The Sixth Circuit recognizes two distinct theories for recovery under the FMLA: (1) the "entitlement" or "interference" theory; and (2) the "retaliation" or "discrimination" theory. Hoge v. Honda of Am. Mfg., Inc., 384 F.3d 238, 244 (6th Cir. 2004).

To establish a prima facie case of FMLA discrimination or retaliation, the plaintiff must show: (1) he engaged in an activity protected by the FMLA; (2) his employer knew that he was exercising his FMLA rights; (3) his employer took an adverse employment action; and (4) there was a causal connection between the protected FMLA activity and the adverse employment action. Hall v. Ohio Bell Tel. Co., 529 F. App'x 434, 439 (6th Cir. 2013); Edgar v. JAC Prod., Inc., 443 F.3d 501, 508 (6th Cir. 2006). Plaintiffs fails to state that his leave to care for his son was protected by the FMLA, his employer knew that he was exercising his FMLA rights, or that he suffered an adverse employment action as a result of him taking this leave. Thus, he fails to adequately allege a FMLA discrimination or retaliation claim based on the family-care provision. Accordingly, because Defendant is immune from suit under the FMLA's self-care provision, Plaintiff has failed to adequately allege a FMLA claim based on the family-care provision, and the Complaint provides no other potential basis for a FMLA claim, the FMLA claim will be dismissed with prejudice pursuant to Rule 12(b)(6).

Because the Court dismisses Plaintiff's FMLA claim on the aforementioned grounds, it declines to address Defendant's additional argument regarding the statute of limitations.

IV. State Law Claims

The only remaining claims are Plaintiff's THRA and TPPA claims. A district court "may decline to exercise supplemental jurisdiction" if it "has dismissed all claims over which it has original jurisdiction." 28 U.S.C. § 1367(c)(3); see also Ford v. Frame, 3 F. App'x 316, 318 (6th Cir. 2001) ("[D]istrict courts possess broad discretion in determining whether to retain supplemental jurisdiction over state claims once all federal claims are dismissed."). The Supreme Court has noted that "in the usual case in which all federal-law claims are eliminated before trial, the balance of factors to be considered under the pendent jurisdiction doctrine—judicial economy, convenience, fairness, and comity—will point toward declining to exercise jurisdiction over the remaining state-law claims." Carnegie-Mellon Univ. v. Cohill, 484 U.S. 343, 350 n.7 (1988); see Musson Theatrical, Inc. v. Fed. Exp. Corp., 89 F.3d 1244, 1254-55 (6th Cir. 1996). The sole basis for subject matter jurisdiction in the Complaint is federal question jurisdiction under 28 U.S.C. § 1331. (Doc. No. 1 ¶ 4.) Plaintiff does not assert any factual allegations giving rise to diversity jurisdiction, and indeed the Complaint is explicit as to the lack of diversity of citizenship of the parties. Because the only claims over which the Court had original jurisdiction have been dismissed, the parties are non-diverse, and the aforementioned factors weigh in favor of declining jurisdiction over Plaintiff's state law claims, the Court declines to exercise supplemental jurisdiction over Plaintiff's THRA and TPPA claims and dismisses them without prejudice. Plaintiff may refile them in a Tennessee state court.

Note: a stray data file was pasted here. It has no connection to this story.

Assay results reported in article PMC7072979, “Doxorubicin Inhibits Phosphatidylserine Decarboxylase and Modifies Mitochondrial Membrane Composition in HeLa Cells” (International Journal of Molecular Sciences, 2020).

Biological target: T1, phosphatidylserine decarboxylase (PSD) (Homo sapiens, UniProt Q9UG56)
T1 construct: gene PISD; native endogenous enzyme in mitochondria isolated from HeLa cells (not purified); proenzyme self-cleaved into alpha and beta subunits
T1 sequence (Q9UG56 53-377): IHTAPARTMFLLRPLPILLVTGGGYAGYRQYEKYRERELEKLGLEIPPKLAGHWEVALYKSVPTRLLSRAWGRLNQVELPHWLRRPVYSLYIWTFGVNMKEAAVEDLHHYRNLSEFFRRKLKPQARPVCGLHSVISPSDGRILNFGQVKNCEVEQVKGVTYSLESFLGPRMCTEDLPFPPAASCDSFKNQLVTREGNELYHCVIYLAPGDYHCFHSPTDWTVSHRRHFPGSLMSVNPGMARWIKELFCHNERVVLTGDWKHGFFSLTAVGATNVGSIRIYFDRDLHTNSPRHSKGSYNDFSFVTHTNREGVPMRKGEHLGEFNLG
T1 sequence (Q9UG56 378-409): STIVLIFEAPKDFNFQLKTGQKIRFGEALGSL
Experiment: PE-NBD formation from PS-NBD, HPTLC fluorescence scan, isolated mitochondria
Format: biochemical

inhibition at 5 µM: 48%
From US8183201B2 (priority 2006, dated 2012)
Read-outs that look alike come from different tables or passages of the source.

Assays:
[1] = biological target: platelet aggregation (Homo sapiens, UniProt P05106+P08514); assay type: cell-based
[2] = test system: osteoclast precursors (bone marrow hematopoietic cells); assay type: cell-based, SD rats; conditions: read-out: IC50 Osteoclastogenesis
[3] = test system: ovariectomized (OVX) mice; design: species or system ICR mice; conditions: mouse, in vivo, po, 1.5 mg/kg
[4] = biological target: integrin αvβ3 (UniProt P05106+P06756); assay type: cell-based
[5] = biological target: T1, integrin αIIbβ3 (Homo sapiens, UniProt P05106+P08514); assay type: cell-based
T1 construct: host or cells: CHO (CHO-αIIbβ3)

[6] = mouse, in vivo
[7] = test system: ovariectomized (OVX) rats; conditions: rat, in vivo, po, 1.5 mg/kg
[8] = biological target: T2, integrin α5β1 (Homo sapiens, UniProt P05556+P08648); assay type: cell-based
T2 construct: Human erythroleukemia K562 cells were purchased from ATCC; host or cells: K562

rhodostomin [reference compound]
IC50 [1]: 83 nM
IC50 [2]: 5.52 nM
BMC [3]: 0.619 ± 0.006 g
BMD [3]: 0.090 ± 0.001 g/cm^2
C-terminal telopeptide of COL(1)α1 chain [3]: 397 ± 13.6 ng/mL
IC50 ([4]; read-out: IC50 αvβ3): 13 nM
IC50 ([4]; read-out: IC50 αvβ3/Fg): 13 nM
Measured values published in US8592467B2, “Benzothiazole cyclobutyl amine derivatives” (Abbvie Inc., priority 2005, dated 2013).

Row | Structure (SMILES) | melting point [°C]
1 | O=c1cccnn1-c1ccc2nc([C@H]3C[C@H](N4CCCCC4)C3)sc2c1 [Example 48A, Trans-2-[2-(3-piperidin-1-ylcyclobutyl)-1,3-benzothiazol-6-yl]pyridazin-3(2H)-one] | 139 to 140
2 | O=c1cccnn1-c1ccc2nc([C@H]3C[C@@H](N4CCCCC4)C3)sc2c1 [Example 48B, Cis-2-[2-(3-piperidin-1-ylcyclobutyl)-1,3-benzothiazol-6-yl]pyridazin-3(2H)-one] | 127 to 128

This is in fact exactly what Plaintiff requested to happen if all of his federal claims were dismissed. (Doc. No. 21 at 3-4, 6.) --------

CONCLUSION

For the foregoing reasons, the Court will GRANT Defendant's Motion to Dismiss. (Doc. No. 5). Plaintiff's Title VII, Title I, ADA, and FMLA claims will be DISMISSED WITH PREJUDICE. Plaintiff's THRA and TPPA claims will be DISMISSED WITHOUT PREJUDICE, to be filed, if Plaintiff so chooses, in a Tennessee state court.

An appropriate order will be entered.

/s/_________


ELI RICHARDSON


UNITED STATES DISTRICT JUDGE